There is very little decisional case law in Florida governing the interpretation and enforcement of prenuptial agreements, so I was delighted to learn that the Florida Fifth District has provided practitioners and litigators with some clarity on the law of prenuptial agreements in its opinion released on November 14, 2008 in Herpich v. Estate of Herpich –So.2d –, 2008 WL 4889135, 33 Fla.L.Weekly D2653a. In this case, Mr. and Mrs. Herpich signed a prenuptial agreement that was made “in anticipation of marriage” on the day before their marriage. “Under the terms of the prenuptial agreement, the parties waived any right to property brought into the marriage by the other party or any property separately titled to the other party. The agreement also provided that “in the event of separation and reconciliation the parties understand that matters dealing with property division shall continue to be binding unless agreed to otherwise in writing.” [Emphasis added] The couple separated in March 2003 and divorced in early 2005. As part of the divorce proceedings, they executed a marital settlement agreement dividing all their marital assets.” Id.
Mr. and Mrs. Herpich remarried only six months after their divorce, and Mr. Herpich died, with Mrs. Herpich as his spouse, but without a will, just two years later. Mrs. Herpich asked the probate court for her family allowance (in Florida a surviving spouse can ask the court for up to $18,000.00 out of the estate as an allowance, and can also ask for homestead property and exempt property-discussed in my blog entry of November 14, 2008 Exempt Property and Pretermitted Spouses) and Mr. Herpich’s children objected, arguing that the prenuptial agreement prevented Mrs. Herpich from receiving an allowance or any part of Mr. Herpich’s estate.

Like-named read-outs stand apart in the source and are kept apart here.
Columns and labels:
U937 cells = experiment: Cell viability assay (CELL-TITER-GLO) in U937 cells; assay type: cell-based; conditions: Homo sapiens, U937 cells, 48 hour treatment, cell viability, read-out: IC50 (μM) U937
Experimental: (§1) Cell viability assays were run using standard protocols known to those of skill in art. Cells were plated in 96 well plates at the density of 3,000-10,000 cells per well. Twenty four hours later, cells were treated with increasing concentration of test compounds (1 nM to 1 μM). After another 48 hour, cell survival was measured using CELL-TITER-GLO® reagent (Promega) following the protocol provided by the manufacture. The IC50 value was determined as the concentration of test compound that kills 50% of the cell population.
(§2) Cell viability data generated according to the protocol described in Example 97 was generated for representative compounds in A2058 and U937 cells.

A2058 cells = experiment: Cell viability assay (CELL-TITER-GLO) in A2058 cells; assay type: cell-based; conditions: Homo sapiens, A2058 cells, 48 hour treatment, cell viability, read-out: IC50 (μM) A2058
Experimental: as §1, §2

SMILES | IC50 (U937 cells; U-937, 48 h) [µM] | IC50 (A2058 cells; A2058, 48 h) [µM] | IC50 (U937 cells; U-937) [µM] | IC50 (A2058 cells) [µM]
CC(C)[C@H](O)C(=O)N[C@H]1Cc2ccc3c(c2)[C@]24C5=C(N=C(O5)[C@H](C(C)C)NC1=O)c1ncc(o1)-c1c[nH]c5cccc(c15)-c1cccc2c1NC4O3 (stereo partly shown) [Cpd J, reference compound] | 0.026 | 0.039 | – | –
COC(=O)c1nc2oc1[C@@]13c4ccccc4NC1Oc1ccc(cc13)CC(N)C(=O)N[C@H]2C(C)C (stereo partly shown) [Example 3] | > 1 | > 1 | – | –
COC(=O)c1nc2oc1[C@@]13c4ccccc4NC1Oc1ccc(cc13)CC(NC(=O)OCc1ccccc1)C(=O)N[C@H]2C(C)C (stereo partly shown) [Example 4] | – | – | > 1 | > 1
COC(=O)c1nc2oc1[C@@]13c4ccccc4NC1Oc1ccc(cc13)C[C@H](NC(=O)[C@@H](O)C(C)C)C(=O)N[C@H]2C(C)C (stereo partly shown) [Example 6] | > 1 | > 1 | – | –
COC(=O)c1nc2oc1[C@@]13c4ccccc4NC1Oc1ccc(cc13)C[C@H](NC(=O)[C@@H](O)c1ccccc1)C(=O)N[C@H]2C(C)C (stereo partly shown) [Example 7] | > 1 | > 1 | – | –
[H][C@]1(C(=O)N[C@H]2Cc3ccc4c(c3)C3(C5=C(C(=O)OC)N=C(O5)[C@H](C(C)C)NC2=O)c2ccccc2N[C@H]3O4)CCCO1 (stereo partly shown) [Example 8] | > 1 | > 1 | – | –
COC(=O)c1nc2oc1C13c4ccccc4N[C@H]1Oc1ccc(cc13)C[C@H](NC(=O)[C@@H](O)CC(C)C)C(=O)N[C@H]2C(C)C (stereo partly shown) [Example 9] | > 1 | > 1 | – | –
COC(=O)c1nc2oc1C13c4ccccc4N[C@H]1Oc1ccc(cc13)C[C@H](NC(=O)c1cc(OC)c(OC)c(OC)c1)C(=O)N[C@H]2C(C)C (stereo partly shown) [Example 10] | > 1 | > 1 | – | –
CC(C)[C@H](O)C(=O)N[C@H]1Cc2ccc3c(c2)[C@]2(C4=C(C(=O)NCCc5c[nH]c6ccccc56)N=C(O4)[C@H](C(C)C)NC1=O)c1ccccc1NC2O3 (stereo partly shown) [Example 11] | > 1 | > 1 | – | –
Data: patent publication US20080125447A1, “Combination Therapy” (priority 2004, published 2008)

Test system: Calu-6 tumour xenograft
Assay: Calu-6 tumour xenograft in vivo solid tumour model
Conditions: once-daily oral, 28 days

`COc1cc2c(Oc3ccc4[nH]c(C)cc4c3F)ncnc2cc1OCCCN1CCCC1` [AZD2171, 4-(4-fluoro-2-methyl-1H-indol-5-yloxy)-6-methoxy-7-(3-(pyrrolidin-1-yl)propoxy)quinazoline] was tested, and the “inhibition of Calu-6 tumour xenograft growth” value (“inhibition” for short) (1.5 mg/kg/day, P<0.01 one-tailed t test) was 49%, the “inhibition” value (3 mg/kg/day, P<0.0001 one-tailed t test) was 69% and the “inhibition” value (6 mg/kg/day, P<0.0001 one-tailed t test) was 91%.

Mrs. Herpich’s children argued that the prenuptial agreement remained valid and binding even after Mr. and Mrs. Herpich divorced and remarried because the terms “separation and reconciliation” encompass “divorce and remarriage.” Therefore, the children argued agreement was still effective and Mrs. Herpich was barred from making a claim upon Mr. Herpich’s estate.

Mrs. Herpich disagreed. She argued that the words “separation and reconciliation” do not encompass the terms “divorce and remarriage.” She argued that that the plain meaning of “separation and reconciliation” is distinct from “divorce and remarriage.”

The case worked its way through the system, and finally was heard by the Fifth District Court of Appeals, who noted that as a general proposition, a prenuptial agreement does not survive divorce, because the agreement is terminated upon divorce. The Court examined the language of the agreement between Mr. and Mrs. Hertich which stated that in “the event of separation and reconciliation the parties understand that matters dealing with property division shall continue to be binding unless agreed to otherwise in writing.” The Court found that this language was clear and unambiguous and that the common meaning of “separation and reconciliation” connotes a situation where a married couple decides to live apart for a period of time and recommences to cohabitate; as opposed to the childrens’ argument, which would have the language include a legal termination of the marital relationship.

Hats off to the Fifth District for its plain meaning interpretation of the contract language. However, there was no mention of who drafted the agreement. Had there been a finding that the language was vague or ambiguous, then the law in Florida requires that the Court view the language against the drafter of the agreement.